Wednesday, Aug 23, 2017 | Last Update : 06:13 AM IST

Preservation, the silent art

THE ASIAN AGE. | SOMUDRA BANERJEE
Published : Apr 18, 2017, 12:08 am IST
Updated : Apr 18, 2017, 12:08 am IST

Filmmaker & founder of Film Heritage Foundation Shivendra Singh Dungarpur talks about the new book on the legendary film archivist PK Nair.

Shivendra (extreme right) with Naseeruddin Shah and Vidhu Vinod Chopra at the launch of the book.
 Shivendra (extreme right) with Naseeruddin Shah and Vidhu Vinod Chopra at the launch of the book.

It is a well-known fact that India is one of the highest producers of films. On an average, the country’s various film industries produce more than 1,000 films every year. The unique demi-godlike stardom that the superstars enjoy in the country has been of interest to several film scholars and writers. However, these facts eclipse the sorry state of preservation of most of these films. Unfortunately, in the cinema-frenzied nation, most films enjoy a life spanning a week. Some of the most important films, like Alam Ara (1931), the first Indian film to use sound, have been lost to oblivion due to negligence.

In 2012, filmmaker Shivendra Singh Dungarpur made Celluloid Man (2012), a film on one of the most important film archivists of India, P.K. Nair. Often compared to the eccentric French archivist, Henri Langlois, Nair was the man behind restoring some of the classics of Indian cinema during much of his tenure as the director of National Film Archive of India, Pune. It is often said that without Nair, Indian cinema would have been orphaned forever — the stories of how he resurrected cans of Dadasaheb Phalke’s films is an urban legend amongst cinephiles.

Remembering the impetus that drove him to make a film on Nair, Shivendra recalls, “The film, came out of an emotion with the very fact that the state of affairs of our archiving wasn’t very good. So many films were lost, nobody cared about film preservation.  So the film was an outburst of an emotion that I wanted people to recognise Nair saab’s work.”

Apart from winning several accolades across the globe, the film almost single-handedly dragged our attention not only to the gift that Nair had given to the nation but also the importance of understanding restoration. Eventually, Shivendra founded The Film Heritage Foundation, an NGO that worked towards preserving the heritage of Indian cinema. Apart from the late P.K. Nair, he had soon found support from the film fraternity with names like Shyam Benegal, Gulzar, Jaya Bachchan, Kumar Shahani, Girish Kasaravalli, Gian Luca Farinelli, Krzysztof Zanussi and Mark Cousins backing him up.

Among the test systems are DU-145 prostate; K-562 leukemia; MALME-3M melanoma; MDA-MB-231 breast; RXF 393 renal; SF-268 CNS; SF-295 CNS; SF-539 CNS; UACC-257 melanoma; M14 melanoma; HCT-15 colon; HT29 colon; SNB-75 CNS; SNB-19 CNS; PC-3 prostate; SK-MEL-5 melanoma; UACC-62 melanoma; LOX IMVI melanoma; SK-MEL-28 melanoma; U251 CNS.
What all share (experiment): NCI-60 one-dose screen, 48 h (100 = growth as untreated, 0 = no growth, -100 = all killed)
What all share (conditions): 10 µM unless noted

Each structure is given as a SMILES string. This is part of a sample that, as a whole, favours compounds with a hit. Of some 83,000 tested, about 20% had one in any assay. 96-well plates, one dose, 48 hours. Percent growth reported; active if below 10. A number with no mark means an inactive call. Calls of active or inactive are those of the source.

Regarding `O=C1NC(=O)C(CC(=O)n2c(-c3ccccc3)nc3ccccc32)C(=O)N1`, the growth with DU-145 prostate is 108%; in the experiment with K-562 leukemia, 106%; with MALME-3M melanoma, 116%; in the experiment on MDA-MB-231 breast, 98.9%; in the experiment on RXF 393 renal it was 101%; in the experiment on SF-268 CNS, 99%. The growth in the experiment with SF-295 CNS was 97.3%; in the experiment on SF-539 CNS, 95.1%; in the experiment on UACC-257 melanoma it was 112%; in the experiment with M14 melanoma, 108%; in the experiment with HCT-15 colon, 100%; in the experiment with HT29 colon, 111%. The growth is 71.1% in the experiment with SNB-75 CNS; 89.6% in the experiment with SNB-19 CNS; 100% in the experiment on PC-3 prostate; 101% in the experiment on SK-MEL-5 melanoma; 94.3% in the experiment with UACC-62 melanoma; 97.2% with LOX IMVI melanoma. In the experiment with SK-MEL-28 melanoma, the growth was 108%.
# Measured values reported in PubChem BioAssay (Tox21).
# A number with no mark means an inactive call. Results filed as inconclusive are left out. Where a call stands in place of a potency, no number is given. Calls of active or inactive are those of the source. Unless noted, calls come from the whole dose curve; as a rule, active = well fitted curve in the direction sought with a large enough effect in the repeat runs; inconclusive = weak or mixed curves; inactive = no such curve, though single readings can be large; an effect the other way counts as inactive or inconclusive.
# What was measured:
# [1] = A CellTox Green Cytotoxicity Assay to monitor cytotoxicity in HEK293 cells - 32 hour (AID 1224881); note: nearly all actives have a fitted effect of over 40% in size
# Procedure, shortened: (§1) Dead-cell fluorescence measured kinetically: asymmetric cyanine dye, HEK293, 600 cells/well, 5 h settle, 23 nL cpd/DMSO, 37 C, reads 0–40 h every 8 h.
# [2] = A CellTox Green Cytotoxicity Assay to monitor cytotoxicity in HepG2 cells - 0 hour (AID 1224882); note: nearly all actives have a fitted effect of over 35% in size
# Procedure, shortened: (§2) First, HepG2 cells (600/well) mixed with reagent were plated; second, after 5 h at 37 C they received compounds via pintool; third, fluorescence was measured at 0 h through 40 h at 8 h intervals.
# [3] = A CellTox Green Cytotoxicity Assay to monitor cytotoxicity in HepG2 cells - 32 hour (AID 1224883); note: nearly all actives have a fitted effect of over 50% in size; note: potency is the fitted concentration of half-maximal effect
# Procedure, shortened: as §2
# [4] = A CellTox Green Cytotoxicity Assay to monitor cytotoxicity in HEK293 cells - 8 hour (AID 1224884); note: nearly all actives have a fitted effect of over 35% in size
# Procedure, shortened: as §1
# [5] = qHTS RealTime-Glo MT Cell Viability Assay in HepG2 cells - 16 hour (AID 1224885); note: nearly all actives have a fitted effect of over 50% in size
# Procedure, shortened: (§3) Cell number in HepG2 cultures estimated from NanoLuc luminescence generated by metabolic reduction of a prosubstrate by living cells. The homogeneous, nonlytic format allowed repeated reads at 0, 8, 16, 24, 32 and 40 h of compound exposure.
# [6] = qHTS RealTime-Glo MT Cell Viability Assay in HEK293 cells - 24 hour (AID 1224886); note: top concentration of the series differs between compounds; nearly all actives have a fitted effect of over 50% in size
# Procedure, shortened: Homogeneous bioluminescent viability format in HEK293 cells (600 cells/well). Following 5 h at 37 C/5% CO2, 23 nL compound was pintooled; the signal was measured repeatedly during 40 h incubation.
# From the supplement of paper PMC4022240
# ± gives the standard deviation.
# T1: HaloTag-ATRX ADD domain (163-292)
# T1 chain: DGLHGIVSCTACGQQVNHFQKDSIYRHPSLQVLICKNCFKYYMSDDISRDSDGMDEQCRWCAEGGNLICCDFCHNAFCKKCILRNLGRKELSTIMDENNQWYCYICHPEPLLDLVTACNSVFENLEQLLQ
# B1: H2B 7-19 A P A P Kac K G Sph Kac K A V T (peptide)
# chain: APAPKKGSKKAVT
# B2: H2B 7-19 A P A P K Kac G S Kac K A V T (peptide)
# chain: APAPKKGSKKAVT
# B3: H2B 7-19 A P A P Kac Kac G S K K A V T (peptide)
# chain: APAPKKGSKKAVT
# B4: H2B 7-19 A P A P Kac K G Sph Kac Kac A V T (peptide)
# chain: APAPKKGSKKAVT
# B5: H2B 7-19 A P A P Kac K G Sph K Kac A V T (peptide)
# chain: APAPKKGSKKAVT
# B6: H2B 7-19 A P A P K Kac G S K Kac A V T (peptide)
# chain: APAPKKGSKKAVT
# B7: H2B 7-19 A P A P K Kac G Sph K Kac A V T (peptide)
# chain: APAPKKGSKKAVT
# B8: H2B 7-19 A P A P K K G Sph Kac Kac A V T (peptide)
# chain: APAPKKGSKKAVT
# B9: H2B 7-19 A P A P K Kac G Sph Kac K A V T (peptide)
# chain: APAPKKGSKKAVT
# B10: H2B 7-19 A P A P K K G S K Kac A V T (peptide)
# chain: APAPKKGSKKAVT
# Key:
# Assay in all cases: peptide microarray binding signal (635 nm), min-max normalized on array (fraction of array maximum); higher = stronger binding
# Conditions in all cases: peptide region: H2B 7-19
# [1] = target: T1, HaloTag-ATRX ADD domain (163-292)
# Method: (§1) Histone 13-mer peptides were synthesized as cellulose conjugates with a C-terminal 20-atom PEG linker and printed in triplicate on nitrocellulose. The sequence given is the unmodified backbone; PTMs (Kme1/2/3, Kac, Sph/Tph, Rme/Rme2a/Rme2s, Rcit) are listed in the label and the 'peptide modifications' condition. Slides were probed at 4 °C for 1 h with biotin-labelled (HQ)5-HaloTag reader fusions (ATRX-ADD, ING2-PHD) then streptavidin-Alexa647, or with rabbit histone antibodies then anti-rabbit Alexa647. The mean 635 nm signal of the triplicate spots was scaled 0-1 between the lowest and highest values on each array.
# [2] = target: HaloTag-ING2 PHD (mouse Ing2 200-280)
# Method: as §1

But the film on Nair wasn’t enough, Shivendra realised later. And soon after his demise last year, the filmmaker found himself a pile of writings that Nair had left behind for him to take care of; most of which he had written after his retirement from NFAI. “I discovered the amount of work he had done in terms of writing. After his retirement, the only way now he could propagate what he was doing — his idea of preservation — was through his writing. He had written on every aspect of cinema,” remarks Shivendra, who published a compilation of Nair’s writings on his 83rd birth anniversary. Yesterday’s Films for Tomorrow, the second publication from the foundation, is a collection of essays on Indian cinema by Nair and has been edited by Rajesh Devraj.

Talking about Nair’s flair of writing, Shivendra adds, “You have a film critic who analyses the film, you have a film lover who talks about what he loves in the film, you have an actor, or you have theorists or film scholars. But here’s an archivist writing on every aspect of cinema. Whether it’s watching his first film, to cinema object, to watching or analysing a film to actually the theoretical part of cinema, to even details like sound in cinema, gender in cinema, staircase in cinema, rain in cinema.”

The book is one of the many feathers that the Mumbai-based filmmaker has earned over the years. The Film Heritage Foundation works not only in preserving old films, but also disseminates and educates the public by holding workshops in different parts of the country. In his office perched on the lofty tower at Tardeo, the filmmaker is currently busy editing his new film on Czechoslovak New Wave. “It has been eight years in the making; it’s six hours long now and I don’t want to cut it any shorter. But more on that later,” promises the alumnus of Film and Television Institute of India.

  • Shivendra has collaborated on two world-class restoration projects with Martin Scorsese’s World Cinema Foundation: Uday Shankar’s classic film Kalpana (1948) and eminent Sri Lankan filmmaker Dr. Lester James Peries’ Sinhalese film Nidhanaya (1972).  
  • FHF is responsible for salvaging the last known surviving reel of the first Konkani film Mogacho Aunndo (1950). The reel was brought to the office by filmmaker Bardroy Barretto wrapped in a newspaper.
  • FHF is also in the process of repairing and treating Govind Nihalani’s film Drishti (1990).
Tags: alam ara, pk nair, dadasaheb phalke